Expert reviews reports on financial statements and reports that contain
          opinions on financial information.

         The Office of General Counsel (OGC) provides assistance to the
          auditor in (1) identifying provisions of laws and regulations to test,


      July 2001           GAO/PCIE Financial Audit Manual                 Page 100-11
      100 – INTRODUCTION


          (2) identifying budget restrictions, and (3) identifying and resolving legal
          issues encountered in the financial statement audit, such as evaluating
          potential instances of noncompliance.

         The Special Investigator Unit investigates specific allegations
          involving conflict-of-interest and ethics matters, contract and
          procurement irregularities, official misconduct and abuse, and fraud in
          federal programs or activities. In the offices of the IGs this is the
          investigation unit; at GAO, it is Special Investigations. The Special
          Investigator Unit provides assistance to the auditor by (1) informing the
          auditor of relevant pending or completed investigations of the entity and
          (2) investigating possible instances of federal fraud, waste, and abuse.

      Use of Information Systems Auditors

.27   The audit standards (SAS 94) require that the audit team possess sufficient
      knowledge of information systems (IS) to determine the effect of IS on the
      audit, to understand the IS controls, and to design and perform tests of IS
      controls and substantive tests. This is generally done by having IS auditors
      as part of the audit team. IS auditors should possess sufficient technical
      knowledge and experience to understand the relevant concepts discussed in
      the manual and to apply them to the audit. While the auditor is ultimately
      responsible for assessing inherent and control risk, assessing the
      effectiveness of IS controls requires a person with IS audit technical skills.
      Specialized technical skills generally are needed in situations where, (1) the
      entity’s systems, automated controls, or the manner in which they are used
      in conducting the entity’s business are complex, (2) significant changes have
      been made to existing systems or new systems implemented, (3) data are
      extensively shared among systems, (4) the entity participates in electronic
      commerce, (5) the entity uses emerging technologies, or (6) significant audit
      evidence is available only in electronic form. Appendix V of GAO’s Federal
      Information System Controls Audit Manual (FISCAM) contains examples of
      knowledge, skills, and abilities needed by IS auditors. Certain financial
      auditors also may possess IS audit technical skills. In some cases, the
      auditor may require outside consultants to provide these skills.

      Compliance With Policies and Procedures in the Manual

.28   The following terms are used throughout the manual to describe the degree of
      compliance with the policy or procedure required.


      July 2001          GAO/PCIE Financial Audit Manual                  Page 100-12
      100 – INTRODUCTION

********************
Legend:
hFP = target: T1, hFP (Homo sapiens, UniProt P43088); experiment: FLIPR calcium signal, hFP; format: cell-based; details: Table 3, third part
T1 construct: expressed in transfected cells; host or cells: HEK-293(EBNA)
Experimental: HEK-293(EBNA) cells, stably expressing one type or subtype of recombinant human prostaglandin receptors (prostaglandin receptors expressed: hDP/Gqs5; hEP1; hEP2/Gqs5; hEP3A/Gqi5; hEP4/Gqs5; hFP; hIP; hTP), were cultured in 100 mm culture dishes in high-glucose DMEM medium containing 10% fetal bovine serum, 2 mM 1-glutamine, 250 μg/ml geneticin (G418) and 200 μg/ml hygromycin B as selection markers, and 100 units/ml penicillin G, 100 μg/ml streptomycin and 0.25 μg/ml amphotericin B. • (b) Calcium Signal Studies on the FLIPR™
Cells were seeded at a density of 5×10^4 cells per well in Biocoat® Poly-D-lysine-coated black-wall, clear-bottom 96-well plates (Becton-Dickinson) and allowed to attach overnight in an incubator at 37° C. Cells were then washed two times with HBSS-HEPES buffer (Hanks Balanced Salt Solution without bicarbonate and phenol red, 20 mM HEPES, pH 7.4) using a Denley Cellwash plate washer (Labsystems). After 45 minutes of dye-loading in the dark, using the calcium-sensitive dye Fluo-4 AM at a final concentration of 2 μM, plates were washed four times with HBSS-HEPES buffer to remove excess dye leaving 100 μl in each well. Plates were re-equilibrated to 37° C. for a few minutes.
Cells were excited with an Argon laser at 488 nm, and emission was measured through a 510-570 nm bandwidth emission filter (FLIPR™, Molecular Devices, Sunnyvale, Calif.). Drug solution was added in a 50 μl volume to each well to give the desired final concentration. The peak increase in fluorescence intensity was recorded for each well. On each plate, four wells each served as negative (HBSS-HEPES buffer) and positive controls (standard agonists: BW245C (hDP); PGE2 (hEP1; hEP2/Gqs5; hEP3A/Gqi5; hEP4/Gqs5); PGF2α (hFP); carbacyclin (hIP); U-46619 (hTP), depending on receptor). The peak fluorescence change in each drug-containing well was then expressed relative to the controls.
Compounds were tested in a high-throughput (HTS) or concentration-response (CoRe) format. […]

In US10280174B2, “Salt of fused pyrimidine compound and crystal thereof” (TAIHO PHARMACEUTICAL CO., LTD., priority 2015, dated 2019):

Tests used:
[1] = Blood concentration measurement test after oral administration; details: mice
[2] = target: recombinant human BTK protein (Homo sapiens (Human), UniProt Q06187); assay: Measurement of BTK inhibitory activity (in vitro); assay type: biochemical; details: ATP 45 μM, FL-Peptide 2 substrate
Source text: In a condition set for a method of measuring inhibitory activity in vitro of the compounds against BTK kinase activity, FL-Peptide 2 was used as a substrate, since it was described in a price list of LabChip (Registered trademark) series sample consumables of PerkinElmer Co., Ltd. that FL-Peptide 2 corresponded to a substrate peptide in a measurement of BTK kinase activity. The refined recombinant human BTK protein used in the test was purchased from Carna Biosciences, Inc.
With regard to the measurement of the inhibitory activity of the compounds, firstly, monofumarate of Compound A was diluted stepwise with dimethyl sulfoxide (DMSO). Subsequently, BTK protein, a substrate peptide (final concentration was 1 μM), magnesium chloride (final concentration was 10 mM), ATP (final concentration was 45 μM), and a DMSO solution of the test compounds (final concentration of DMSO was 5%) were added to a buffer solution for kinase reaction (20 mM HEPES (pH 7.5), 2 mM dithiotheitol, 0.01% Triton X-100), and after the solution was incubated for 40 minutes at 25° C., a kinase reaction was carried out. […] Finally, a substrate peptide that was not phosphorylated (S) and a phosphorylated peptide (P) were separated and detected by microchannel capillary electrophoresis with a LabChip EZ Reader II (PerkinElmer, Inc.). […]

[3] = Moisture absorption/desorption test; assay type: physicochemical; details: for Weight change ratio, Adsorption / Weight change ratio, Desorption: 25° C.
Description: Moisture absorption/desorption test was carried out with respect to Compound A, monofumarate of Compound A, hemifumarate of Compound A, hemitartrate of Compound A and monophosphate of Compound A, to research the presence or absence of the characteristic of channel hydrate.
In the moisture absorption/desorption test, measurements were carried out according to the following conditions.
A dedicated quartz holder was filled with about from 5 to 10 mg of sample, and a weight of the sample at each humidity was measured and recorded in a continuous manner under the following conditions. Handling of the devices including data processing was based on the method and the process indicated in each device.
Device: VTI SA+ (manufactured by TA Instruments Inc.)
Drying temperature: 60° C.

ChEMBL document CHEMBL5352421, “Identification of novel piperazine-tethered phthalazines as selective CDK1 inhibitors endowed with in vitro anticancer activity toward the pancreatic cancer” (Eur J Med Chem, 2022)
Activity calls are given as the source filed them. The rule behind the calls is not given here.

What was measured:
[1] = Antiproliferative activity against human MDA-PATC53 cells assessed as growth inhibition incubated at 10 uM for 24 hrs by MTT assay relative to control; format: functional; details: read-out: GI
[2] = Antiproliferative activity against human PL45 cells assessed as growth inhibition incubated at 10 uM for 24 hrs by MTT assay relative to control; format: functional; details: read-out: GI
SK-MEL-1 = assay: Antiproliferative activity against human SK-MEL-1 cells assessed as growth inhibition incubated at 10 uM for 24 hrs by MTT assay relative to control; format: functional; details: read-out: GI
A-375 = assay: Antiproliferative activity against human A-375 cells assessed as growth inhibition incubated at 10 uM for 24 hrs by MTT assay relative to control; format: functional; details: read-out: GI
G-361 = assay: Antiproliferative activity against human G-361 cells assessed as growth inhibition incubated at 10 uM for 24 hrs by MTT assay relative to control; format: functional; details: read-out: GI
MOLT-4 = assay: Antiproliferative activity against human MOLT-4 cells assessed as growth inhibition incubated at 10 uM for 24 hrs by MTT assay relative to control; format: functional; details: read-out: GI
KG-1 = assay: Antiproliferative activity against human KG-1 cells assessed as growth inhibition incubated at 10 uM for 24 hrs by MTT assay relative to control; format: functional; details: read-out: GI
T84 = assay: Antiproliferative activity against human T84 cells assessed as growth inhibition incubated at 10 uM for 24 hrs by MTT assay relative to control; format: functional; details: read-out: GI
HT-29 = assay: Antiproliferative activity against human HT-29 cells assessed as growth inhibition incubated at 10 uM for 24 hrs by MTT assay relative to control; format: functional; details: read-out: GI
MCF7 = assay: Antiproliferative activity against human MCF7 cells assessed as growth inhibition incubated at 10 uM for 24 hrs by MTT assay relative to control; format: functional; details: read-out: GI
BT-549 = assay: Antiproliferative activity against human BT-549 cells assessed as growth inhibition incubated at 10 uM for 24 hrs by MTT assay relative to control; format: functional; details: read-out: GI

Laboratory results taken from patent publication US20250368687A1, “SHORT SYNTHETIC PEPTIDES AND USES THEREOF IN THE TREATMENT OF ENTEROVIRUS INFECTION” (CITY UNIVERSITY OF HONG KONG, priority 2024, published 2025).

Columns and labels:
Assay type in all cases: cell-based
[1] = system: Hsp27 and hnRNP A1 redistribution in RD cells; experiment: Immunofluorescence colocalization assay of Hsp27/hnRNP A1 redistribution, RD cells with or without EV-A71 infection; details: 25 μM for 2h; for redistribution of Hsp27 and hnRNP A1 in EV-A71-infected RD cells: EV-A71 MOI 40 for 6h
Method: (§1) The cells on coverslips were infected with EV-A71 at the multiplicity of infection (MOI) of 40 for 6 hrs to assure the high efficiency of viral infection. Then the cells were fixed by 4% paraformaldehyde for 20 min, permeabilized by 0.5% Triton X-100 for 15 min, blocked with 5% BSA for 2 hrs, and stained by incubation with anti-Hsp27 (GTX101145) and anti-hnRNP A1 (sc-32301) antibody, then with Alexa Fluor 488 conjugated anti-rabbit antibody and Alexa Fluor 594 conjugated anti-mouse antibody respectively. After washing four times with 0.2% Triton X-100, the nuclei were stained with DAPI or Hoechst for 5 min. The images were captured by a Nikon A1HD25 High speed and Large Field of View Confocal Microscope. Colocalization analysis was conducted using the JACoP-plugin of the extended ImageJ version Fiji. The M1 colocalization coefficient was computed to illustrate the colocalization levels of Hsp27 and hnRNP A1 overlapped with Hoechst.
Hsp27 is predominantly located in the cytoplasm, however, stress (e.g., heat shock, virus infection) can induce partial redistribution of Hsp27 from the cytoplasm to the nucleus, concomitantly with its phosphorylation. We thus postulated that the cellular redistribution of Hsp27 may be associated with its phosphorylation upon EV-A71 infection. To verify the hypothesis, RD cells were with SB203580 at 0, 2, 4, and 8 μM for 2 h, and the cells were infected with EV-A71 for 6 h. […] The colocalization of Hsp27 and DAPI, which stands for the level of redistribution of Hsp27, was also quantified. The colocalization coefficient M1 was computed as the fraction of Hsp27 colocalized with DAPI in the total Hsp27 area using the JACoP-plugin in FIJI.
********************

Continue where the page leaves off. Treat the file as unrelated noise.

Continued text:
Must:        Compliance with this policy or procedure is mandatory
                       unless an exception is approved in writing by the Reviewer,6
                       such as in certain instances when a disclaimer of opinion is
                       anticipated.

         Should:      Compliance with this policy or procedure is expected unless
                       there is a reasonable basis for departure from it. Any such
                       departure and the basis for it are to be documented in a
                       memorandum. The Assistant Director should approve this
                       memorandum and copies should be sent to the Audit
                       Director and the Reviewer.

         Generally
          Should:      Compliance with this policy or procedure is strongly
                       encouraged. Departure from such policy or procedure
                       should be discussed with the Assistant Director or the audit
                       manager.

         May:         Compliance with this policy or procedure is optional.

      When the auditor deviates from a policy or procedure that is expressed by
      use of the term "must" or "should" in the FAM, he or she should consider the
      needs of, and consult in a timely manner with, other auditors who plan to
      use the work of the auditor and provide an opportunity for the other auditors
      to review the documentation explaining these deviation decisions.

      Use of Technical Terms

.29   The manual uses many existing technical auditing terms and introduces
      many others. To assist you, a glossary of significant terms is included in this
      manual.




  6
      Capitalized positions are described in paragraph 100.25.


      July 2001          GAO/PCIE Financial Audit Manual                 Page 100-13
      100 – INTRODUCTION



      Reference to GAO/PCIE Financial Audit Manual

.30   When cited in workpapers, correspondence, or other communication, the
      letters “FAM” should precede section or paragraph numbers from this
      manual. For example, this paragraph should be referred to as FAM 100.30.




      July 2001         GAO/PCIE Financial Audit Manual             Page 100-14